For much too long, the iPhone’s built-in pornographic content blocker prevented searches just because included the word “Asian.” Apple reportedly fixed the issue in the latest beta of iOS 14.5. But the problem is still in place for everyone not running the pre-release software.
COVID-19 lockdown certainly brought a swift change from the norm for many people. We’re dealing with the added stress of different working situations, the struggle to get groceries, and in many cases, even acting as teachers or child care providers.
All of that can make it really challenging to feel accomplished and productive. Luckily, I finally found my groove in the last week or so, thanks to a couple of really useful apps (and some self-imposed rules).
Apple is planning to make some big changes to the Activity Rings on Apple Watch so that it’s more kid-friendly.
Leaked code from iOS 14 reveals that Apple plans to tweak how the move ring works when Apple Watch is in Kid Mode, allowing parents to set goals from their own iPhones. Instead of tracking calories burned though, the feature will focus on just movement.
Apple developers received a fresh batch of new betas for the first time in over two weeks today with new builds of iOS 13.3, tvOS 13.3 and watchOS 6.1.1.
The new iOS 13.3 beta adds a bunch of new bug fixes and performance improvements to go with a couple new feature additions in Screentime for parents.
Apple is continuing its push to patch the numerous bugs that still plague iOS 13 with a new software update for iPhones and iPads.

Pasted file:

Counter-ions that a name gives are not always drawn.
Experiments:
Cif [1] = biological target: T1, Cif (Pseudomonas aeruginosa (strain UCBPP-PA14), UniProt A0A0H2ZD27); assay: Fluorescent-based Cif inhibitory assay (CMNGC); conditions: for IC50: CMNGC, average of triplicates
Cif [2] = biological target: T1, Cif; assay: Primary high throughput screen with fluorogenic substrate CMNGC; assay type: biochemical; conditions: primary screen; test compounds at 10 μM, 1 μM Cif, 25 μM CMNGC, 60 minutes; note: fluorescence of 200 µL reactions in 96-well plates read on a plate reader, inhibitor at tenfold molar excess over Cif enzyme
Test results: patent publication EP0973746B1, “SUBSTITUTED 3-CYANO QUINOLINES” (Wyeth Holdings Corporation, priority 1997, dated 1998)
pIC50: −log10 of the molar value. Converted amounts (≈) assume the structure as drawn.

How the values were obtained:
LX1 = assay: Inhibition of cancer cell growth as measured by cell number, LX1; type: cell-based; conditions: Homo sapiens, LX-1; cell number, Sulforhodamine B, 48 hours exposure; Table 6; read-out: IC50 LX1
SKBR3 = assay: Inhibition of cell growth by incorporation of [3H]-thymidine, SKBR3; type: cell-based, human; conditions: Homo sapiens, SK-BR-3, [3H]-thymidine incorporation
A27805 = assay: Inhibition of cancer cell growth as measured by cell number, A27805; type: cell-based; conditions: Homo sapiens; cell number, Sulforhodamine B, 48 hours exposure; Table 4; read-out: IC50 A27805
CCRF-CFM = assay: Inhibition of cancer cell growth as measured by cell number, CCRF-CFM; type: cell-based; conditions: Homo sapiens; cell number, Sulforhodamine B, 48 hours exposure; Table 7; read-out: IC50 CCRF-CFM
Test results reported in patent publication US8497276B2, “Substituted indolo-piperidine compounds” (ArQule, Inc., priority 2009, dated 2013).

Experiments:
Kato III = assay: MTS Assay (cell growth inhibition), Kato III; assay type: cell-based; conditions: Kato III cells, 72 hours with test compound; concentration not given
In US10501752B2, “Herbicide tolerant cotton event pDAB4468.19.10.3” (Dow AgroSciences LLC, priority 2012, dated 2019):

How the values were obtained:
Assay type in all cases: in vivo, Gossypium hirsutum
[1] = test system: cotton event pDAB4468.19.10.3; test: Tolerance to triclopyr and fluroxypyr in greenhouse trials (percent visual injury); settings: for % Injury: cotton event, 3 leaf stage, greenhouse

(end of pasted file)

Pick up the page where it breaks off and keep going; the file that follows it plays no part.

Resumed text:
iOS 13.2.3 was released this morning as a free update that promises to fix a number of issues with the system search on iOS while also resolving issues with the Mail app and problems with iMessage.
iOS 13 is expected to be the star of WWDC 2019, but this year’s conference could unleash some of the biggest changes for the Mac we’ve ever seen.
The rumor mill has been dishing out tons of details about macOS 10.15 in the lead up to WWDC 2019. We’ve already seen screenshots of some of the new apps and gotten some good details on how iOS apps are making their way onto the Mac. There’s still plenty of room for Apple to surprise us when it reveals the full details of macOS 10.15 on June 3, but here’s what we know about it so far.
Apple design boss Jony Ive says he’s got plenty left to do at Apple that will keep him there for the foreseeable future.
Making an appearance at Wired’s 25th-anniversary party at the SFJazz Center in San Francisco, Jony Ive was interviewed on stage by Vogue Editor-in-Chief Anna Wintour. Ive was asked if he plans to move onto something else, like sailing the sea his yacht, to which Ive emphatically replied that he still has work to do.
iOS and macOS developers received a fresh batch of new beta updates from Apple this morning as the company prepares to launch its new software this fall. And the general public got a new iOS beta too.
macOS Mojave beta 9 and iOS 12 beta 11 can be downloaded from the Apple developer center immediately. The updates bringing a host of bug fixes and performance improvements to the iPhone and Mac.
If you’re running the iOS 12 beta, you may have taken a peek at Screen Time, tried to work it out, then given up and gone elsewhere to try out some other of the update’s awesome new features. I know I did. But even in its currently-confusing state, Screen Time — Apple’s new feature for monitoring and limiting how you spend time on your iPhone and iPad — is pretty neat. Today we’ll avoid the tricky parts and take a look at setting limits for individual apps.
iOS 12 is shaping up to be one biggest software updates Apple’s ever released and it’s so stuffed with major and minor new additions there wasn’t time to go over a lot of them at the WWDC 2018 keynote.
We’ve been combing through the first iOS 12 beta looking for all the new goodies and have found some underrated new features that will totally change how you use your iPhone and iPad this fall.
These are the little iOS 12 features you need to know: